Forum for Science, Industry and Business

Sponsored by:     3M 
Search our Site:

 

Black holes form first, galaxies follow: new quasar study

09.01.2003


A study at Ohio State University has uncovered more evidence that black holes form before the galaxies that contain them.


Artist’s rendering of a black hole in a globular cluster. Photo courtesy NASA and G. Bacon, Space Telescope Science Institute.


Marianne Vestergaard



The finding could help resolve a long-standing debate, said Marianne Vestergaard, a postdoctoral fellow in astronomy at Ohio State.

Vestergaard came to this conclusion when she studied a collection of very energetic, active galaxies known as quasars as they appeared some 12 billion years ago, when the universe was only one billion years old. While the quasars were obviously young -- they contained large stellar nurseries in which new stars were forming -- each also contained a very massive, fully formed black hole.


More and more, black holes are being found at the center of galaxies. As the close relationship between black holes and galaxies has emerged, astronomers have debated which of the two came first.

One model holds that mass builds up at the center of galaxies, eventually collapsing so black holes can form. Another holds the opposite -- that black holes exist first, and their immense gravity draws gas, dust, and stars together, causing galaxies to form.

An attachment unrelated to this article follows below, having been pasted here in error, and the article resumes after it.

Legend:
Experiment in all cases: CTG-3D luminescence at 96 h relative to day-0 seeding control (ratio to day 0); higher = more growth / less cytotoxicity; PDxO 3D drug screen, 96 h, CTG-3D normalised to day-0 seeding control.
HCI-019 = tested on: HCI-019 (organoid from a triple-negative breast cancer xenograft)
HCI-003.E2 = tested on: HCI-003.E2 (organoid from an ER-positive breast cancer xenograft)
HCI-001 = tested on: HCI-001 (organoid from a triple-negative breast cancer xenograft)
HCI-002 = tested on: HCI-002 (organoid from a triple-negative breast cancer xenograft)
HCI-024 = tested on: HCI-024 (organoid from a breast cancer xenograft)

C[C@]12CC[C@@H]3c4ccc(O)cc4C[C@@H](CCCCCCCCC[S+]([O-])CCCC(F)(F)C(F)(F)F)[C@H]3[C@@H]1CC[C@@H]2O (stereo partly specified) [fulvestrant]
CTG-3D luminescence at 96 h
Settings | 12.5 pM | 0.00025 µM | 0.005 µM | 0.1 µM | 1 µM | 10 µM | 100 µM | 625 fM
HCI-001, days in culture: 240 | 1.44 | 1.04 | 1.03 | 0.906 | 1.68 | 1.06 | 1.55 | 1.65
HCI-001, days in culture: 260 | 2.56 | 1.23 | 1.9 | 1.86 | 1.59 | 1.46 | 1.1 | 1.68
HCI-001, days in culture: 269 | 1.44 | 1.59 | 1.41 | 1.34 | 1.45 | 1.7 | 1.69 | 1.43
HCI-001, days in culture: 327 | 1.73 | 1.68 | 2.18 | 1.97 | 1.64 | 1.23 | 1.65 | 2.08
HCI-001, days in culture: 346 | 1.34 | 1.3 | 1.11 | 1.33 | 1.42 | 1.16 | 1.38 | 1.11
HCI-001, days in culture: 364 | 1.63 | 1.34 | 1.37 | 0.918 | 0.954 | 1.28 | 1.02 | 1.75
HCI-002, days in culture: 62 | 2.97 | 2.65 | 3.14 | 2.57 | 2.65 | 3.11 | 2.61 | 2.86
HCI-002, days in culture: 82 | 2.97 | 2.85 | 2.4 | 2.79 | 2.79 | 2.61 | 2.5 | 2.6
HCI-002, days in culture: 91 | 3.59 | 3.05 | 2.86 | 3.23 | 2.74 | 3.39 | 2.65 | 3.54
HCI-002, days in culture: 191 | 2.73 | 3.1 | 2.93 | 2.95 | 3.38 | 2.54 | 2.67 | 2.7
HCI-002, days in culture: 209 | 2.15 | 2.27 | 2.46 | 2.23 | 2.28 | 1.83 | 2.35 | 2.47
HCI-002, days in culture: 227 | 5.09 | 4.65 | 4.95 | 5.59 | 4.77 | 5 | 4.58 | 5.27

Looking at this evidence, I have to think that black holes start forming before galaxies do, or form at a much faster rate, or both, Vestergaard said. She described her study January 8 at the American Astronomical Society meeting in Seattle.

One year ago, Vestergaard announced that she had developed a new method for estimating the mass of very distant black holes, ones that existed far in the past. The method involves comparing the spectrum of light emitted by the quasars that host the black holes to spectra from quasars existing today.

Astronomers consider a galaxy active when it emits much more energy from its nucleus than can be accounted for by its stars alone. This radiation is detected at wavelengths that span from radio waves to X-rays, Vestergaard explained.